PGE Group

InfluenceMap Score
D
Performance Band
44%
Organisation Score
82%
Relationship Score
Modifications to InfluenceMap Scoring
Sector:
Utilities
Head​quarters:
Warsaw, Poland
Brands and Associated Companies
PGE Polska Grupa Energetyczna

Climate Lobbying Overview: PGE Group (Polska Grupa Energetyczna) appears to have mostly negative engagement on climate change policy. Although the company has mostly expressed top-line support for climate action and the energy transition, and has engaged positively on EU renewable energy and energy efficiency legislation, it does not appear to support other forms of climate regulation and has been actively opposing a rapid phase-out of coal.

Top-line Messaging on Climate Policy: In a 2020 submission on the European Climate Law, PGE Group’s communication suggested some support for the transition to a net zero emissions economy, and also indicated its support for the implementation of the Paris Agreement. However, in 2020, PGE Group’s CEO Wojciech Dąbrowski also appeared to question the economic viability of EU’s emissions goals, stating that “this process requires significant investment outlays”. Furthermore, in 2021 Dąbrowski highlighted concerns of economic viability and energy poverty in the delivery of carbon neutrality in the EU by 2050.

Engagement with Climate-Related Regulations: PGE Group appears to be broadly unsupportive of EU climate policy and regulation. In 2020-21, PGE Group have advocated against EU Emissions Trading Scheme (ETS) reforms. In the company’s 2021 consultation response on the EU ETS, it appeared to not support a reduction in free allowances in the scheme, and advocated against extending the ETS to more sectors. In 2021, PGE Group also highlighted volatile CO2 prices as a concern with reforms, in a press release, and by Dąbrowski in Euractiv. In 2020, PGE Group also appeared to oppose an increase in the ambition of the EU’s GHG target to a 50-55% emissions reduction by 2030. However, the company has positively engaged on EU renewable energy legislation in 2021, including support for higher ambition in the revision of the EU Renewable Energy Directive to align with other EU climate objectives. PGE Group also appeared to support higher targets in the EU’s Energy Efficiency Directive, in its 2021 consultation response on the policy.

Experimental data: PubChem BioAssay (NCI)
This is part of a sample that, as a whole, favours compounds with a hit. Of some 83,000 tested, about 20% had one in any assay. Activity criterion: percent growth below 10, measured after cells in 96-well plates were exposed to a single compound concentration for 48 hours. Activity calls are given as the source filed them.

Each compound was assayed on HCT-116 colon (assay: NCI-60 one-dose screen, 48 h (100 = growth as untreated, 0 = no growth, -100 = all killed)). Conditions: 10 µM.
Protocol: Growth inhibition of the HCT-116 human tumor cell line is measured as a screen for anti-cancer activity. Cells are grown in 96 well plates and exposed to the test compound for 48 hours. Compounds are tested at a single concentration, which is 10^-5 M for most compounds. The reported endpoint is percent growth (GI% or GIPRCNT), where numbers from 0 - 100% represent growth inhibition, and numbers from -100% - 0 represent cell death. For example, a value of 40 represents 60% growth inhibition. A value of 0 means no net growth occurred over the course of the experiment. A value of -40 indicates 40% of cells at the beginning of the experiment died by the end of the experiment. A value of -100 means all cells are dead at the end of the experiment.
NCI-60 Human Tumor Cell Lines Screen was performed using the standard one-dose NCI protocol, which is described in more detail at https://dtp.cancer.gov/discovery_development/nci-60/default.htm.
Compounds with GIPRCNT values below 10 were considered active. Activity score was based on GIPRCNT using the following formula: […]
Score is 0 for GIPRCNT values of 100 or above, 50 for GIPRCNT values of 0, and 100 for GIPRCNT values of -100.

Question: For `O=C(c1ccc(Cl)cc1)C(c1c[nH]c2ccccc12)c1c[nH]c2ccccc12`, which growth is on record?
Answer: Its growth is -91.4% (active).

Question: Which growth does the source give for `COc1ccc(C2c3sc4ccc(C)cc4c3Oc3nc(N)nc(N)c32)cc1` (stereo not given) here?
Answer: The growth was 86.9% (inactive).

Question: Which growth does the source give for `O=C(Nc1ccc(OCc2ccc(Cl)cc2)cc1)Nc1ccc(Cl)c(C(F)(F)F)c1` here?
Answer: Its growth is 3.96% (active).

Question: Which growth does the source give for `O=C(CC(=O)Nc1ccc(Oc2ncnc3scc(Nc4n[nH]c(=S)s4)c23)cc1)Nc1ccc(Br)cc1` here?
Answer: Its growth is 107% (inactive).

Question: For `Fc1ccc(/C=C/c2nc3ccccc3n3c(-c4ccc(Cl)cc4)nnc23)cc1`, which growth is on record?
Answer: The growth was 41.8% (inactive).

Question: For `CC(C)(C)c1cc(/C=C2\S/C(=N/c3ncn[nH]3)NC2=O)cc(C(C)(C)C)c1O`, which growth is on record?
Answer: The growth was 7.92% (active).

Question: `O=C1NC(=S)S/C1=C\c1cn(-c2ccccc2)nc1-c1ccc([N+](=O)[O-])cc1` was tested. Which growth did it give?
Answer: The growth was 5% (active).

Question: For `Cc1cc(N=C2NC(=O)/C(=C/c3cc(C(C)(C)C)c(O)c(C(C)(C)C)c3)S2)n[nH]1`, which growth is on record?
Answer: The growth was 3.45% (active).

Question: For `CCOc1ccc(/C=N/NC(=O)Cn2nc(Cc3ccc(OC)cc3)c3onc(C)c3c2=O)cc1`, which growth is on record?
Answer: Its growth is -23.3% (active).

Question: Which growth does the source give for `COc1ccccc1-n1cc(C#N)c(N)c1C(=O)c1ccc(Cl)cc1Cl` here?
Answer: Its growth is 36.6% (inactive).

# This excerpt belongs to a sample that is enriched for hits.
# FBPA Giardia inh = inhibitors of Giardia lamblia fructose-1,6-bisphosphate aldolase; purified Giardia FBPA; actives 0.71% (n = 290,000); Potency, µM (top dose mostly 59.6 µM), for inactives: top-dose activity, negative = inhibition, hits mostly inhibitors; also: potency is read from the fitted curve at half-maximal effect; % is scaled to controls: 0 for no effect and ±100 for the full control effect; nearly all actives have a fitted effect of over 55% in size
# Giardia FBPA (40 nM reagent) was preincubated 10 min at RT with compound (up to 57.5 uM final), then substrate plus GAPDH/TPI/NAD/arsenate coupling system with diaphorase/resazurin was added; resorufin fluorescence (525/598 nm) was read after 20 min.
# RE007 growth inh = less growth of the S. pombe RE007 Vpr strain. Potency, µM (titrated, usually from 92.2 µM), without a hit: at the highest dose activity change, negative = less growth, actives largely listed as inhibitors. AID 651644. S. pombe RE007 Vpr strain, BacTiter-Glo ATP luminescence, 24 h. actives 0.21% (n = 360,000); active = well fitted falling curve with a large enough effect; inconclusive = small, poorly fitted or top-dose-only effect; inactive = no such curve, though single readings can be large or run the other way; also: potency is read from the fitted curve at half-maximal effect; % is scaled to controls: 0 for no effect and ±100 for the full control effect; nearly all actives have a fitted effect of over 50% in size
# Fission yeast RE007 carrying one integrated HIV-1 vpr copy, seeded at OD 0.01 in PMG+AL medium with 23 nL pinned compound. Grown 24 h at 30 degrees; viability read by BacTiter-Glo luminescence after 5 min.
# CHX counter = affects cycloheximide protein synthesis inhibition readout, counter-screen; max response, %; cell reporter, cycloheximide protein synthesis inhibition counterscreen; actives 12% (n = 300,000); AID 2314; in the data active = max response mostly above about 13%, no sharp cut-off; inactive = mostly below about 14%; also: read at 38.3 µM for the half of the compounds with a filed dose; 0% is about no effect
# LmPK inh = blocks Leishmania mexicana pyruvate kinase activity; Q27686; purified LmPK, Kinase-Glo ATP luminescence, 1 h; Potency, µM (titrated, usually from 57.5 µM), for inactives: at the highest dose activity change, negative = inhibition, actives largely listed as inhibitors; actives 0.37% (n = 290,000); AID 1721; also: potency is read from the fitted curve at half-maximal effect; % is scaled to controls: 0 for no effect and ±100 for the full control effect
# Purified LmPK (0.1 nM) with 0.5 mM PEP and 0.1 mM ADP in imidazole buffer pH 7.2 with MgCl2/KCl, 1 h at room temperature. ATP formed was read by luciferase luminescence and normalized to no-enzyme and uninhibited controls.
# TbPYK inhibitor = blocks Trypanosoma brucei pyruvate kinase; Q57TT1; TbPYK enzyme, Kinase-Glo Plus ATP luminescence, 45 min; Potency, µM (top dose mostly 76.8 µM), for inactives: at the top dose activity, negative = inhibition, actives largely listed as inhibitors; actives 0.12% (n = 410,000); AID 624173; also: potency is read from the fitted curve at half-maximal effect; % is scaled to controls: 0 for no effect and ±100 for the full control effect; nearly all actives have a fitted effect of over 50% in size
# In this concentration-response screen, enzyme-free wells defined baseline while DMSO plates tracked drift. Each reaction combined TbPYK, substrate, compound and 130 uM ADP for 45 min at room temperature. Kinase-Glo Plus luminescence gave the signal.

Positioning on the Energy Transition: PGE Group’s top-line communications appear broadly supportive of the transition of the energy mix, calling for “decisive action” from the Polish energy sector in its 2030 Strategy update. In February 2020, the company also advocated the use of compensatory mechanisms to facilitate the energy transition in the EU under the Modernisation Fund, EU ETS and Just Transition Fund. However, PGE Group also appears to be supporting policy that will enable the sustained role of fossil fuels such as coal and fossil gas in the energy mix. For example, the company supported the inclusion of fossil gas under the EU green funding provision and the sustainable taxonomy in 2020. In July 2020, PGE Group also stressed that the energy transition should be “gradual” to avoid stranded assets and investment uncertainty in projects such as its Turow coal mine. In 2021, the company opposed the Court of Justice of the European Union's decision to close operations at Turow coal mine. In response to a shareholder question at its 2020 AGM, PGE Group again stated its support for a “gradual departure” from the use of coal.

Industry Association Governance: PGE Group has disclosed a list of its memberships to industry associations in its “Report on non-financial data”, but this disclosure has limited further details on their climate positions or influencing activities. The company has not published a detailed audit disclosure on its alignment with its industry associations. PGE Group is a member of Eurelectric and WindEurope, which both have broadly positive engagement with climate policy.

QUERIES
DATA SOURCES
Main Web Site Social Media CDP Responses Legislative Consultations Media Reports CEO Messaging Financial Disclosures
Communication of Climate Science
NS NS NS NS NS NS NS
Alignment with IPCC on Climate Action
0 0 NA 0 0 0 NS
Supporting the Need for Regulations
1 NS NS NS NS -1 NS
Support of UN Climate Process
NS NS NS 0 NS NS NS
Transparency on Legislation
-2 NA -2 NA NA NA NS
Carbon Tax
NS NS NS NS NS NS NS
Emissions Trading
NS -1 NS -1 NS -1 NS
Energy and Resource Efficiency
NS NS NS 1 NS NS NS
Renewable Energy
NS NS NS 2 NS NS NS
Energy Transition & Zero Carbon Technologies
1 0 NS 0 -1 -1 -2
GHG Emission Regulation
NS -1 NS -1 -1 -2 NS
Disclosure on Relationships
-1 NS -2 NA NA NA NS
Strength of Relationship
STRONG
 
 
 
 
 
 
 
WEAK
 
87%
 
87%
 
76%
 
76%
 
41%
 
41%

How to Read our Relationship Score Map

In this section, we depict graphically the relationships the corporation has with trade associations, federations, advocacy groups and other third parties who may be acting on their behalf to influence climate change policy. Each of the columns above represents one relationship the corporation appears to have with such a third party. In these columns, the top, dark section represents the strength of the relationship the corporation has with the influencer. For example if a corporation's senior executive also held a key role in the trade association, we would deem this to be a strong relationship and it would be on the far left of the chart above, with the weaker ones to the right. Click on these grey shaded upper sections for details of these relationships. The middle section contains a link to the organization score details of the influencer concerned, so you can see the details of its climate change policy influence. Click on the middle sections for for details of the trade associations. The lower section contains the organization score of that influencer, the lower the more negatively it is influencing climate policy.